What would an ancient Egyptian mummy have smelled like? Scientists recreate 'scent of eternity'
Scientists at the Max Planck Institute recreate the ancient scent used in the mummification of an Egyptian woman named Senetnay, shedding light on the meticulous and diverse embalming practices of the time.
Researchers at the Max Planck Institute have successfully recreated a centuries-old scent used in the mummification process of a prominent Egyptian woman more than 3,500 years ago. According to a report in The Guardian, scientists have recreated a particular scent named the 'scent of eternity' or 'the scent of life' that was used during the mummification of a woman named Senetnay, whose role in Egyptian society was that of a wet nurse and the title "Ornament of the King."
To accomplish this, scientists from the Max Planck Institute of Geoanthropology in Germany examined substances extracted from six different balm samples originating from two jars that once contained Senetnay's lungs and liver. These samples contained a complex mixture of ingredients, including beeswax, plant oil, fats, bitumen, Pinaceae resins, a balsamic substance, and tree resin, all of which contributed to the unique aroma employed over 3,500 years ago.
The recreation of this ancient scent involved a meticulous series of scientific procedures, with chromatography playing a crucial role. Remarkably, scientists successfully replicated the fragrances using only the residual organic remnants found at the base of the empty jars.
Notably, the study revealed that different scents were utilized in the embalming process based on an individual's societal role.
Barbara Huber, the lead author of the study and a doctoral researcher at the Max Planck Institute of Geoanthropology in Germany, emphasized the sophistication and care evident in the composition of Senetnay's balms. She stated, "The embalming ingredients found in Senetnay's balms are among the most elaborate and diverse ever identified from this period, revealing the meticulous care and sophistication with which the balms were created."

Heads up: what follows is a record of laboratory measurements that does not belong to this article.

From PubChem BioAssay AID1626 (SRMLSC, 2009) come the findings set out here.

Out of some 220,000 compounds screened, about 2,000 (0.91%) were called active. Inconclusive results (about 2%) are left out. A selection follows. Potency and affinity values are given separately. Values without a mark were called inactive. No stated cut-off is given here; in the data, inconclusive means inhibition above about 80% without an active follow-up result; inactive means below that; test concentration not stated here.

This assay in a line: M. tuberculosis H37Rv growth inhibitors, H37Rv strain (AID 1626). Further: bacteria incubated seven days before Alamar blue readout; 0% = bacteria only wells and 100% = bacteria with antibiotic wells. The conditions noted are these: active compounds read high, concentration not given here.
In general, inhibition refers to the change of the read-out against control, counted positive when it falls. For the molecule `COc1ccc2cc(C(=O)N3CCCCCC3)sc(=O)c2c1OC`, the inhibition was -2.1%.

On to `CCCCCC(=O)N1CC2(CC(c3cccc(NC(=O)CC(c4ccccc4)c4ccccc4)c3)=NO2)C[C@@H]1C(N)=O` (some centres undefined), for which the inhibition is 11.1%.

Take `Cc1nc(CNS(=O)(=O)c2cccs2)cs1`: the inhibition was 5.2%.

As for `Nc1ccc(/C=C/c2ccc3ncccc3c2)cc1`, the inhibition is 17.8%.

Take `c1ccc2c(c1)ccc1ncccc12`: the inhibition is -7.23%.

Huber further noted, "The presence of such a vast array of ingredients, including exotic substances like dammar or Pistacia tree resin, indicates that extremely rare and expensive materials were used for her embalming. This points to Senetnay's exceptional status in society."
Collaborating with the researchers, French perfumer Carole Calvez played a crucial role in recreating this ancient scent, which will soon be presented at Denmark's Moesgaard Museum. Notably, an inscribed model jar dedicated to Senetnay is already on display at the Metropolitan Museum.
The research team aspires to offer an "immersive, multisensory experience" to museum visitors, thereby bridging the gap between the mysteries of Ancient Egyptian mummification and the modern world.
Dr. William Tullett, an expert in sensory history at the University of York, who was not involved in the project, highlighted the unique perspective of scents in ancient Egypt. He remarked to The Guardian, "To our noses, the warm, resinous, pine-like odours of larch might be more reminiscent of cleaning products, and the sulphurous scent of bitumen might put us in mind of asphalt. But for Egyptians, these smells clearly had a host of other meanings related to spirituality and social status."